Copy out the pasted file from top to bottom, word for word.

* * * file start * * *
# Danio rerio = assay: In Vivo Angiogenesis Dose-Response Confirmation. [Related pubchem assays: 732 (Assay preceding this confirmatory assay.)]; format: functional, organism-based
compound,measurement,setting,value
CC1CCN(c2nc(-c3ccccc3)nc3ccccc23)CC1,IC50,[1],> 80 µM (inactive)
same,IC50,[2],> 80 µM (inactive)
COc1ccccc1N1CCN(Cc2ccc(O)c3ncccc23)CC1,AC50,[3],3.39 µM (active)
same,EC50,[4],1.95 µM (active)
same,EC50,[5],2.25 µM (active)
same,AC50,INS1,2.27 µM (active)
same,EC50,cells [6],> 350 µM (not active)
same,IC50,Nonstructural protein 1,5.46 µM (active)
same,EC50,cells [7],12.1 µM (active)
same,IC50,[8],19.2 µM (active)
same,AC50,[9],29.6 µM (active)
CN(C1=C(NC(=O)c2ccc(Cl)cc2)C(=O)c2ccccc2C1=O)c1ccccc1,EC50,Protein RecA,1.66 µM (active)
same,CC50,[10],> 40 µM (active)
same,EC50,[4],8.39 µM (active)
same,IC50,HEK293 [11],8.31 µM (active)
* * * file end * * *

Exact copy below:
# Danio rerio = assay: In Vivo Angiogenesis Dose-Response Confirmation. [Related pubchem assays: 732 (Assay preceding this confirmatory assay.)]; format: functional, organism-based
compound,measurement,setting,value
CC1CCN(c2nc(-c3ccccc3)nc3ccccc23)CC1,IC50,[1],> 80 µM (inactive)
same,IC50,[2],> 80 µM (inactive)
COc1ccccc1N1CCN(Cc2ccc(O)c3ncccc23)CC1,AC50,[3],3.39 µM (active)
same,EC50,[4],1.95 µM (active)
same,EC50,[5],2.25 µM (active)
same,AC50,INS1,2.27 µM (active)
same,EC50,cells [6],> 350 µM (not active)
same,IC50,Nonstructural protein 1,5.46 µM (active)
same,EC50,cells [7],12.1 µM (active)
same,IC50,[8],19.2 µM (active)
same,AC50,[9],29.6 µM (active)
CN(C1=C(NC(=O)c2ccc(Cl)cc2)C(=O)c2ccccc2C1=O)c1ccccc1,EC50,Protein RecA,1.66 µM (active)
same,CC50,[10],> 40 µM (active)
same,EC50,[4],8.39 µM (active)
same,IC50,HEK293 [11],8.31 µM (active)